Content AND Presentation

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2017-01-14 I'm now using the right dictionary

Almost one and half years ago I read an interesting post on Irreal, and – as a great fan of the English language – I immediately went to the original post it mentioned. I did not regret it; I return to that post from time to time, since it is so beautiful, even poetic.

Of course, I started using Webster’s dictionary right away. (Especially with my habit of learning a couple of new English words on a daily basis.) But it being available in a web browser (and somehow eww choked on it), it was rather inconvenient for me, and hence I forgot to use it more and more.

And one day I found it’s gone from the Internet. I hoped that the server was temporarily down or something. Alas, it seemed to be dead. It was no more. It had ceased to be. It was an ex-server. (SCNR.)

Happily, the Somers’ post mentioned a possibility of downloading Webster’s dictionary. I did that, discovered it being in some strange format and promptly forgot about it.

Until a few days ago, when I recalled all that and decided to do something about it. Mind you, Oxford Advanced Learner’s Dictionary is not bad, but it can’t compete with Webster’s. I was quite determined to find a way of accessing the One True Dictionary from within the One True Editor. And so I did.

So, without further ado, here’s how you do it (at least on a GNU/Linux system).

  1. Download the Webster’s dictionary in StarDict format, as Somers tells you to do. (Apparently it’s not “some strange format”, but a standard format for a digital dictionary.)
  2. Unzip the files and put them in ~/.stardict/dic.
  3. Install sdcv, a command-line utility for accessing StarDict dictionaries. (On Arch GNU/Linux with yaourt, it is yaourt -S sdcv.)
  4. Don’t go to Melpa for the sdcv package; it’s usable, but slightly broken. Get sdcv-mode from here instead and load it in Emacs.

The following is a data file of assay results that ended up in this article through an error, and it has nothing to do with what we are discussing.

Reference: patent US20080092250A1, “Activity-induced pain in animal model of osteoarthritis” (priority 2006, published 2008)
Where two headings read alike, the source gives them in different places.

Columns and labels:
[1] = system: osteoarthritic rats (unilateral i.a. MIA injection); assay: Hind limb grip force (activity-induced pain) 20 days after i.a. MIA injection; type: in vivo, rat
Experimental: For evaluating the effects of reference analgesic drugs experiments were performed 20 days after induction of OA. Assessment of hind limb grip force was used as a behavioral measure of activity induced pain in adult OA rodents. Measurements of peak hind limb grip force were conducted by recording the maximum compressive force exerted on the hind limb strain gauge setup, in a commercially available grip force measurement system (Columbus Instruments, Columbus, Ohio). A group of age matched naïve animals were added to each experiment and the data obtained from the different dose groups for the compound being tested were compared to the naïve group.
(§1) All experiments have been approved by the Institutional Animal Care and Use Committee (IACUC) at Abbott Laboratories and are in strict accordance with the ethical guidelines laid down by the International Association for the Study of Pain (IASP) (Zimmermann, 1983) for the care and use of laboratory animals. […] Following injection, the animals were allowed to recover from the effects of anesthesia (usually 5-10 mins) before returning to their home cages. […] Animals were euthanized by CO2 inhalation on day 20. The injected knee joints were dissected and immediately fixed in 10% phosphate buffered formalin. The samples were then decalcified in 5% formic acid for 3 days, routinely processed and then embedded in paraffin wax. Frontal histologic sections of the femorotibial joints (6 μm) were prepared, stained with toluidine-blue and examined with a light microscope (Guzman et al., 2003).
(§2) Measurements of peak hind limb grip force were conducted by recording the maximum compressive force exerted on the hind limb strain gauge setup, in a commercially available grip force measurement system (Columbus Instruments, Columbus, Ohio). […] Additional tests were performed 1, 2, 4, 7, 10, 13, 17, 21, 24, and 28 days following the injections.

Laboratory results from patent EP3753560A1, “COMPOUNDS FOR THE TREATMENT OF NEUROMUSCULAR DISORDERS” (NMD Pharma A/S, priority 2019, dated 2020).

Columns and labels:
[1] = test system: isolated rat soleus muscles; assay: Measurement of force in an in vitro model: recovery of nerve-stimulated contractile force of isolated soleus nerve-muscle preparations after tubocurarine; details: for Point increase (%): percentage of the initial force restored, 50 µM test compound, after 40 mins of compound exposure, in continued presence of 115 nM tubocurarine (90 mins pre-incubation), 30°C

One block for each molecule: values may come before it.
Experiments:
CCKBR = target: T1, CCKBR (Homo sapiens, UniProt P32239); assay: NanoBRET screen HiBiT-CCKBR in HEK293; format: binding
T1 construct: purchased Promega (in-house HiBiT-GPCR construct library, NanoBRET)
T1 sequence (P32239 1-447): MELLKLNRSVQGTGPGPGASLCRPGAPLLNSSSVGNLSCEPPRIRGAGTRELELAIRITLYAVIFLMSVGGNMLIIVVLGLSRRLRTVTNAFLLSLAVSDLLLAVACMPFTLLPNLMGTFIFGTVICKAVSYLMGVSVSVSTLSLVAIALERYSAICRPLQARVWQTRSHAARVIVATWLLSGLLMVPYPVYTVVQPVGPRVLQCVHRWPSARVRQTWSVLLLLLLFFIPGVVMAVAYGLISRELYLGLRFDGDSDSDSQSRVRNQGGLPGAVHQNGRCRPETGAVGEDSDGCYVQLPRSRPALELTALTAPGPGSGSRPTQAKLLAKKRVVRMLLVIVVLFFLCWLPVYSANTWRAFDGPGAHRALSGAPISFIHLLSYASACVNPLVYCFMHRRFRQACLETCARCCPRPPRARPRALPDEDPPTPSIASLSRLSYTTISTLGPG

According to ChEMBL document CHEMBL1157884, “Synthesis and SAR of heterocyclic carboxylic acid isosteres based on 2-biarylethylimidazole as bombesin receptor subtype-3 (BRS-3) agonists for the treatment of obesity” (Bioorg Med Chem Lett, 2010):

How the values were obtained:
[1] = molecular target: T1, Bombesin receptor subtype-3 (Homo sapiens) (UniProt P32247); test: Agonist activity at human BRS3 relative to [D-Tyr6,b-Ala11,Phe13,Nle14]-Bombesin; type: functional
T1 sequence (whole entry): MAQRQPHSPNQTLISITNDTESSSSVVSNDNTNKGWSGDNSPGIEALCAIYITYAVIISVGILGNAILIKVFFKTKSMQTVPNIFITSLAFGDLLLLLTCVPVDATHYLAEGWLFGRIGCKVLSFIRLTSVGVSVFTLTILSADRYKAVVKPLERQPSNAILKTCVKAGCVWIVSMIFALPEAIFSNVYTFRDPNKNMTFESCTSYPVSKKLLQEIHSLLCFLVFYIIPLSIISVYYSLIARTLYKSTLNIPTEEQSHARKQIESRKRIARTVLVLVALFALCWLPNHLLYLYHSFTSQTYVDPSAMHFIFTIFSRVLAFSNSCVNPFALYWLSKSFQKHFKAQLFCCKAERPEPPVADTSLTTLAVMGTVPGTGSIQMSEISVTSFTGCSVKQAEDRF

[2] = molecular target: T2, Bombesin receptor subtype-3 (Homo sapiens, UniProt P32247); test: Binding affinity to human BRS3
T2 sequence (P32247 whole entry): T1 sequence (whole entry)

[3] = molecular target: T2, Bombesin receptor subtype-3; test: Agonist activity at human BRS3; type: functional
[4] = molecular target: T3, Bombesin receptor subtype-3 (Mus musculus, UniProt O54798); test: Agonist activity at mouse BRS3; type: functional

5. Now, with point on a word you want to look up, say M-x sdcv-search and confirm the selection with RET (or just say M-x sdcv-search anywhere and type the word you want to check).
  6. You can press RET on any word in the definition to look that one up. Sorry for destroying at least a few hours of your life with that tip.
  7. Relish thy copy of Webster’s in Emacs.

CategoryEnglish, CategoryBlog, CategoryEmacs

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2017-01-08 Last farewell

I’ve been to a funeral a few days ago. There a few things that always strike me during such ceremonies. One of them is a custom we have here in Poland (maybe it’s more universal, I have no idea) of putting on the grave bunches of flowers tied with a band with some words written on it. The usual choice is “Last farewell”. I really like how this is literally true. It’s really the last farewell – next time we’ll see the one we’re bidding farewell to there will be a welcome, and no more farewells ever

CategoryEnglish, CategoryBlog, CategoryFaith

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2016-12-31 JavaScript head

Some time ago I needed an equivalent of Unix’ head utility in JavaScript. I had a string, spanning many lines, and I wanted to have just the first 10 lines of it. It turned out that this is actually very easy to do so:

s.split('\n').slice(0, 10).join('\n')

It is one of these rare occasions where object orientation is actually useful. And the code above is so nice I’m almost tempted to say it’s Pythonic, except you know, you can’t really pull that off in Python, because join. (In fact, it is a bit unfair to make fun of Python’s join method – there are good reasons for it working the way it does – but it’s funny nevertheless.)

That’s it for today, folks – as I mentioned some time ago, I don’t have too much time for lengthy posts now. This will (hopefully) change in a few weeks. Happy New Year 2017!

CategoryEnglish, CategoryBlog, CategoryJavaScript

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CategoryEnglish, CategoryBlog